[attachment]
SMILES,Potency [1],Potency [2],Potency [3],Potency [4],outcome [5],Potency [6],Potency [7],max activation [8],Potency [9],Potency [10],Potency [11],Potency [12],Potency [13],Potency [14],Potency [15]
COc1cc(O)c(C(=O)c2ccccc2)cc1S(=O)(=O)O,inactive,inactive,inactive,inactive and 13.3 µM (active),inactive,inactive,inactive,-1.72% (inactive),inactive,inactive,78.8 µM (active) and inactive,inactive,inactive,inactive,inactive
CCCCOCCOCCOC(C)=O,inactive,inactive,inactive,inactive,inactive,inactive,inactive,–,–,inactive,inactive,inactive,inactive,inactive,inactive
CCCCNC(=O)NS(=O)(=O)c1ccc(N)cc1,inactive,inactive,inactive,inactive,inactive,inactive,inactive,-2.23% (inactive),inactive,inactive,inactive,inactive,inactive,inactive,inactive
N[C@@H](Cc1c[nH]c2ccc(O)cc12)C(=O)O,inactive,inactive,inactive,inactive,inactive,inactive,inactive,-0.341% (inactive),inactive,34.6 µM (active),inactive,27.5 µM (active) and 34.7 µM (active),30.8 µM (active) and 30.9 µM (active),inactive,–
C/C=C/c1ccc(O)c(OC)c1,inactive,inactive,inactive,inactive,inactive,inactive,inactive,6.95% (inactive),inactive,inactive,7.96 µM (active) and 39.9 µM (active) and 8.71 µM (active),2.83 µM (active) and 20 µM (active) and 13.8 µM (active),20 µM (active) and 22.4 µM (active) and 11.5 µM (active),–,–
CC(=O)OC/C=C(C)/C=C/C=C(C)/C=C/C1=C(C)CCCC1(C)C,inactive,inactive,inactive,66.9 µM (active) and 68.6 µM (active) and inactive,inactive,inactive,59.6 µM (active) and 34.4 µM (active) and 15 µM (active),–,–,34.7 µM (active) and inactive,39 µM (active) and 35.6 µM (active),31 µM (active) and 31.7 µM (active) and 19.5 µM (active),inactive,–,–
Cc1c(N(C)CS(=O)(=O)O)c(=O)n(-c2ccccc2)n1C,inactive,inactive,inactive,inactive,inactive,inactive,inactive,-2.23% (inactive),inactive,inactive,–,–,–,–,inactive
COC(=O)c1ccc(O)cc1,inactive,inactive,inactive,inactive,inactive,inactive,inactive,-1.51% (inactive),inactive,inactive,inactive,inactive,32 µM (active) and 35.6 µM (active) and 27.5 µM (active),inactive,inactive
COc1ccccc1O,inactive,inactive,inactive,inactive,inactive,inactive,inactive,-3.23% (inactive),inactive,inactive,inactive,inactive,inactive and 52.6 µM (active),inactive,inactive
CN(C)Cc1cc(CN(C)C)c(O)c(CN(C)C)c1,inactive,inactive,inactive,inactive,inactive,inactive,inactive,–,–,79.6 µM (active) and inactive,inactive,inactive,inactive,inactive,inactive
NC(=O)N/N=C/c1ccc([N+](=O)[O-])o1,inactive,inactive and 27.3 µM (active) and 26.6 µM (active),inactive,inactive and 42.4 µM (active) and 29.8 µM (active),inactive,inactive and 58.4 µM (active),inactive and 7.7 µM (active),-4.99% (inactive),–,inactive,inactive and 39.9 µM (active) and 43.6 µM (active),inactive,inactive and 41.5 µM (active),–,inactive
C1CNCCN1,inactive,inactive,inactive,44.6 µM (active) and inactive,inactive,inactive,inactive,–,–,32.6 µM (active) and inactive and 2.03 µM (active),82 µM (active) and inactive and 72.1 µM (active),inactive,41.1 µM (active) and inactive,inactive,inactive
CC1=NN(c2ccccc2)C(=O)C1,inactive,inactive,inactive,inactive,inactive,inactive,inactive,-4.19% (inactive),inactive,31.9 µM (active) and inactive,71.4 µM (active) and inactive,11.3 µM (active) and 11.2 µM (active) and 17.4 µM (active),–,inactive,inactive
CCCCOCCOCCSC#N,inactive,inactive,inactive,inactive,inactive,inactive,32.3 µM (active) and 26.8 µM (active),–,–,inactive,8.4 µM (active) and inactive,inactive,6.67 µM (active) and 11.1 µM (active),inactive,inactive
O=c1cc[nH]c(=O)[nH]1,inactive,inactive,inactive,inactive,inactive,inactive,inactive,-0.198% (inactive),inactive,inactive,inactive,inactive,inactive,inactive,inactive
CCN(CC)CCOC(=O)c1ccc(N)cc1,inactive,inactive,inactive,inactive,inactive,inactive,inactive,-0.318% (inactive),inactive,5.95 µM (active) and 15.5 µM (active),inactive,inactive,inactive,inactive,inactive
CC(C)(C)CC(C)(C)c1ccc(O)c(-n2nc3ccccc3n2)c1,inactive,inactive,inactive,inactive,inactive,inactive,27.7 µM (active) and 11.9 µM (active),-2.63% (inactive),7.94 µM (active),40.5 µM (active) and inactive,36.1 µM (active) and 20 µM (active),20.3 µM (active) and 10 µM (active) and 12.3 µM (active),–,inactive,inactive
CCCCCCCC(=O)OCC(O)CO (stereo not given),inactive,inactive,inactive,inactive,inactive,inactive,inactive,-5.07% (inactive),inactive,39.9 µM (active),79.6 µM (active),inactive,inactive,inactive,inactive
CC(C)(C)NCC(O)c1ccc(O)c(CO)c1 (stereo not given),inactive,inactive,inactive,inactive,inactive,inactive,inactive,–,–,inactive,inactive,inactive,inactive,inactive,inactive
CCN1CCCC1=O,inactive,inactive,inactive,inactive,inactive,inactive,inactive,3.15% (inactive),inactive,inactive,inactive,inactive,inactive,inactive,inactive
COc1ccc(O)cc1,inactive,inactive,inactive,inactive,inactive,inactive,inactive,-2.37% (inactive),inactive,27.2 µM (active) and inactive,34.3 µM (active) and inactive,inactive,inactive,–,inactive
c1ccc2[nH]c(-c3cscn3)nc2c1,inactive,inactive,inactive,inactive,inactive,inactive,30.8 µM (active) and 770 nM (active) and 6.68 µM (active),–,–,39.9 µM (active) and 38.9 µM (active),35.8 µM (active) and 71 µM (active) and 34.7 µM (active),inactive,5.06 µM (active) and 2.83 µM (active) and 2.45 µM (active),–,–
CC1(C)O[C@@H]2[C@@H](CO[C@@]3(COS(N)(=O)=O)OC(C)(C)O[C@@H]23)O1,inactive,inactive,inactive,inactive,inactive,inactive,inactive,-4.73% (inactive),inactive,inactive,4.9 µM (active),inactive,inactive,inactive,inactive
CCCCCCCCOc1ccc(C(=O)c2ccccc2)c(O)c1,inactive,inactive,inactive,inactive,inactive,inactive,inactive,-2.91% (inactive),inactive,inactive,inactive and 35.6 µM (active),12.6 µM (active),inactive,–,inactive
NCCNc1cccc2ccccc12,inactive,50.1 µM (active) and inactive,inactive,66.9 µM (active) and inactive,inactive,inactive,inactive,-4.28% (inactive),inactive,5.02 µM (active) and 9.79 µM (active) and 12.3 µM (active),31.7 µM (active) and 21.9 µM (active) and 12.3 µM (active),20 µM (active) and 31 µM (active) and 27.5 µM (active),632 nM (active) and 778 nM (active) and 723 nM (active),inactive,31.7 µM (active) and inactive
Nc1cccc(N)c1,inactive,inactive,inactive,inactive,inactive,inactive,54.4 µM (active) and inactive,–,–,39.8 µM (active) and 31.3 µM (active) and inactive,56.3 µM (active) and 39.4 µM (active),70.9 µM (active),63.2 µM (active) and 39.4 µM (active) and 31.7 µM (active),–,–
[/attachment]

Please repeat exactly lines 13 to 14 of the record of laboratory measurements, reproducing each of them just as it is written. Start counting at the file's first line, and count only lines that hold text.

C1CNCCN1,inactive,inactive,inactive,44.6 µM (active) and inactive,inactive,inactive,inactive,–,–,32.6 µM (active) and inactive and 2.03 µM (active),82 µM (active) and inactive and 72.1 µM (active),inactive,41.1 µM (active) and inactive,inactive,inactive
CC1=NN(c2ccccc2)C(=O)C1,inactive,inactive,inactive,inactive,inactive,inactive,inactive,-4.19% (inactive),inactive,31.9 µM (active) and inactive,71.4 µM (active) and inactive,11.3 µM (active) and 11.2 µM (active) and 17.4 µM (active),–,inactive,inactive